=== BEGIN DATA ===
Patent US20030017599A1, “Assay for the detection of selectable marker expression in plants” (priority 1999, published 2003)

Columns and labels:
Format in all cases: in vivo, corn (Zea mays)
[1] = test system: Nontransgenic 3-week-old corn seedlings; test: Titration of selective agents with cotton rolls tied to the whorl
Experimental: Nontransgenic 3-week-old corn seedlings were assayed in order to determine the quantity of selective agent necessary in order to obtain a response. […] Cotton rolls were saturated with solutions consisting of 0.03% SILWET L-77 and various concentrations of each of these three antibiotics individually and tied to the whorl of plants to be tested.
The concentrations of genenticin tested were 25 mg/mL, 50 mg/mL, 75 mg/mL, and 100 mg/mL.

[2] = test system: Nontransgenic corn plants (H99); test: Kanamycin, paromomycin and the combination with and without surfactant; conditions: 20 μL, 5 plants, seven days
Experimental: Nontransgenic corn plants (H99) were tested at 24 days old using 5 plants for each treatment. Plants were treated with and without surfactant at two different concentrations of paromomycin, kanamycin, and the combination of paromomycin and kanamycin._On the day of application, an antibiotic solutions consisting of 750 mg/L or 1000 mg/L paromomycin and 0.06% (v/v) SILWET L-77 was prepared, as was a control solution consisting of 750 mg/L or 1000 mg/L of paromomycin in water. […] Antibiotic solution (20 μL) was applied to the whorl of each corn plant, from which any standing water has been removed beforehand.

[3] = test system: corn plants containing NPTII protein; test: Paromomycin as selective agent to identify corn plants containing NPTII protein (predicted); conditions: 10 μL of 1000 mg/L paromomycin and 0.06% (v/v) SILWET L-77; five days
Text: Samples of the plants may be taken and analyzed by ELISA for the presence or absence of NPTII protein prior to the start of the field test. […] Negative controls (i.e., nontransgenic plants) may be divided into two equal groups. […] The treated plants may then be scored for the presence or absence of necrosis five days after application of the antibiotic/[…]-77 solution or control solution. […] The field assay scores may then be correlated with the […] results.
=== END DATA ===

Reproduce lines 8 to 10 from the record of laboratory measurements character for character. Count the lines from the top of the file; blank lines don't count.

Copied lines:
Experimental: Nontransgenic corn plants (H99) were tested at 24 days old using 5 plants for each treatment. Plants were treated with and without surfactant at two different concentrations of paromomycin, kanamycin, and the combination of paromomycin and kanamycin._On the day of application, an antibiotic solutions consisting of 750 mg/L or 1000 mg/L paromomycin and 0.06% (v/v) SILWET L-77 was prepared, as was a control solution consisting of 750 mg/L or 1000 mg/L of paromomycin in water. […] Antibiotic solution (20 μL) was applied to the whorl of each corn plant, from which any standing water has been removed beforehand.

[3] = test system: corn plants containing NPTII protein; test: Paromomycin as selective agent to identify corn plants containing NPTII protein (predicted); conditions: 10 μL of 1000 mg/L paromomycin and 0.06% (v/v) SILWET L-77; five days
Text: Samples of the plants may be taken and analyzed by ELISA for the presence or absence of NPTII protein prior to the start of the field test. […] Negative controls (i.e., nontransgenic plants) may be divided into two equal groups. […] The treated plants may then be scored for the presence or absence of necrosis five days after application of the antibiotic/[…]-77 solution or control solution. […] The field assay scores may then be correlated with the […] results.